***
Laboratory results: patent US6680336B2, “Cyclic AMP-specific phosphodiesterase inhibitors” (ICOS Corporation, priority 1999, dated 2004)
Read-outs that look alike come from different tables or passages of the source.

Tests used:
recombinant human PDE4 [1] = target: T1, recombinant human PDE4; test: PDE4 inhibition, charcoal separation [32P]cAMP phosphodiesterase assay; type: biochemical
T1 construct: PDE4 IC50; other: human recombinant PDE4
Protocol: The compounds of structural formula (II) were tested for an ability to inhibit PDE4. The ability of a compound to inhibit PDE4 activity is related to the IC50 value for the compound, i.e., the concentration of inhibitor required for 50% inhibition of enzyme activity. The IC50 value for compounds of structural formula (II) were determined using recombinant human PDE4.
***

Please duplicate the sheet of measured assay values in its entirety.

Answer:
Laboratory results: patent US6680336B2, “Cyclic AMP-specific phosphodiesterase inhibitors” (ICOS Corporation, priority 1999, dated 2004)
Read-outs that look alike come from different tables or passages of the source.

Tests used:
recombinant human PDE4 [1] = target: T1, recombinant human PDE4; test: PDE4 inhibition, charcoal separation [32P]cAMP phosphodiesterase assay; type: biochemical
T1 construct: PDE4 IC50; other: human recombinant PDE4
Protocol: The compounds of structural formula (II) were tested for an ability to inhibit PDE4. The ability of a compound to inhibit PDE4 activity is related to the IC50 value for the compound, i.e., the concentration of inhibitor required for 50% inhibition of enzyme activity. The IC50 value for compounds of structural formula (II) were determined using recombinant human PDE4.